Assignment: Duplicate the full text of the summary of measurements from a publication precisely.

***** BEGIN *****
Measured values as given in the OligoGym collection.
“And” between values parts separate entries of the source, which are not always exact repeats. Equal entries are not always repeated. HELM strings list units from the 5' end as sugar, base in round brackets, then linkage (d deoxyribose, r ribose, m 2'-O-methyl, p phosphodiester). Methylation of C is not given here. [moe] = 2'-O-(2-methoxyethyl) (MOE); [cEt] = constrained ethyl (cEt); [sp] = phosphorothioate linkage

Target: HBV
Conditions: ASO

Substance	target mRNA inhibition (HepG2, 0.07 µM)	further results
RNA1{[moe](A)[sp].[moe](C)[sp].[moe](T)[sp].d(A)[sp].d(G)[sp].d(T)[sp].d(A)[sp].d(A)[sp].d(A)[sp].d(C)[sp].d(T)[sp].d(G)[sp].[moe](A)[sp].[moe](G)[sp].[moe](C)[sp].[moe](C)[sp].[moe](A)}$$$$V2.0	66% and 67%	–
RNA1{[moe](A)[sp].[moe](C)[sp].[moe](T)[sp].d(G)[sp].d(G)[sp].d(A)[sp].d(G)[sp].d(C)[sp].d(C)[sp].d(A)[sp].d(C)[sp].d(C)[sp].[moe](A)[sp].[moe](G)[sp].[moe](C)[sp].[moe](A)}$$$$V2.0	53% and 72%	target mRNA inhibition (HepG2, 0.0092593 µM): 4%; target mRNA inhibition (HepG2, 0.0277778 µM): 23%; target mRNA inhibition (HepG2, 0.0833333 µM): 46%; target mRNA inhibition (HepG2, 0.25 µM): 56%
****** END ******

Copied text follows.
Measured values as given in the OligoGym collection.
“And” between values parts separate entries of the source, which are not always exact repeats. Equal entries are not always repeated. HELM strings list units from the 5' end as sugar, base in round brackets, then linkage (d deoxyribose, r ribose, m 2'-O-methyl, p phosphodiester). Methylation of C is not given here. [moe] = 2'-O-(2-methoxyethyl) (MOE); [cEt] = constrained ethyl (cEt); [sp] = phosphorothioate linkage

Target: HBV
Conditions: ASO

Substance	target mRNA inhibition (HepG2, 0.07 µM)	further results
RNA1{[moe](A)[sp].[moe](C)[sp].[moe](T)[sp].d(A)[sp].d(G)[sp].d(T)[sp].d(A)[sp].d(A)[sp].d(A)[sp].d(C)[sp].d(T)[sp].d(G)[sp].[moe](A)[sp].[moe](G)[sp].[moe](C)[sp].[moe](C)[sp].[moe](A)}$$$$V2.0	66% and 67%	–
RNA1{[moe](A)[sp].[moe](C)[sp].[moe](T)[sp].d(G)[sp].d(G)[sp].d(A)[sp].d(G)[sp].d(C)[sp].d(C)[sp].d(A)[sp].d(C)[sp].d(C)[sp].[moe](A)[sp].[moe](G)[sp].[moe](C)[sp].[moe](A)}$$$$V2.0	53% and 72%	target mRNA inhibition (HepG2, 0.0092593 µM): 4%; target mRNA inhibition (HepG2, 0.0277778 µM): 23%; target mRNA inhibition (HepG2, 0.0833333 µM): 46%; target mRNA inhibition (HepG2, 0.25 µM): 56%